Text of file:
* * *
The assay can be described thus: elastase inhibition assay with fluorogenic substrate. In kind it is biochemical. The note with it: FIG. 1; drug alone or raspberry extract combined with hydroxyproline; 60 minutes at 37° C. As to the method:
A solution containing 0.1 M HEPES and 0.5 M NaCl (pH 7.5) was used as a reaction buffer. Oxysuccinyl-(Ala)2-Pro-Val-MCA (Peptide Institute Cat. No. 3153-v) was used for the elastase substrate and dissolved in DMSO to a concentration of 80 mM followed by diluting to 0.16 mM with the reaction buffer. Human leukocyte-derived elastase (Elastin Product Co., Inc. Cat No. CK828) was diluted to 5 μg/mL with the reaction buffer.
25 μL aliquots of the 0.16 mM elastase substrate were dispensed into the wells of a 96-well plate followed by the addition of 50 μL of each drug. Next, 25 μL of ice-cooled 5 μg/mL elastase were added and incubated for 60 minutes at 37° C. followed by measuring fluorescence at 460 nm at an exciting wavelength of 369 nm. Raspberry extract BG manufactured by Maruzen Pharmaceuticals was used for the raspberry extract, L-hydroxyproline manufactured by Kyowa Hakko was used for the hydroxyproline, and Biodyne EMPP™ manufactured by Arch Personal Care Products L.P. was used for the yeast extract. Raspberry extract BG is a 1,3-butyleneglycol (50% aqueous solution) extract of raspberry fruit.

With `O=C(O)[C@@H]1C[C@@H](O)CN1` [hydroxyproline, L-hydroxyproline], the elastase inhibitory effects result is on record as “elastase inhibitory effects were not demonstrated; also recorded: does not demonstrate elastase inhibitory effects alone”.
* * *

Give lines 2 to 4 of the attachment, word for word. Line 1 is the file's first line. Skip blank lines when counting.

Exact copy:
A solution containing 0.1 M HEPES and 0.5 M NaCl (pH 7.5) was used as a reaction buffer. Oxysuccinyl-(Ala)2-Pro-Val-MCA (Peptide Institute Cat. No. 3153-v) was used for the elastase substrate and dissolved in DMSO to a concentration of 80 mM followed by diluting to 0.16 mM with the reaction buffer. Human leukocyte-derived elastase (Elastin Product Co., Inc. Cat No. CK828) was diluted to 5 μg/mL with the reaction buffer.
25 μL aliquots of the 0.16 mM elastase substrate were dispensed into the wells of a 96-well plate followed by the addition of 50 μL of each drug. Next, 25 μL of ice-cooled 5 μg/mL elastase were added and incubated for 60 minutes at 37° C. followed by measuring fluorescence at 460 nm at an exciting wavelength of 369 nm. Raspberry extract BG manufactured by Maruzen Pharmaceuticals was used for the raspberry extract, L-hydroxyproline manufactured by Kyowa Hakko was used for the hydroxyproline, and Biodyne EMPP™ manufactured by Arch Personal Care Products L.P. was used for the yeast extract. Raspberry extract BG is a 1,3-butyleneglycol (50% aqueous solution) extract of raspberry fruit.

With `O=C(O)[C@@H]1C[C@@H](O)CN1` [hydroxyproline, L-hydroxyproline], the elastase inhibitory effects result is on record as “elastase inhibitory effects were not demonstrated; also recorded: does not demonstrate elastase inhibitory effects alone”.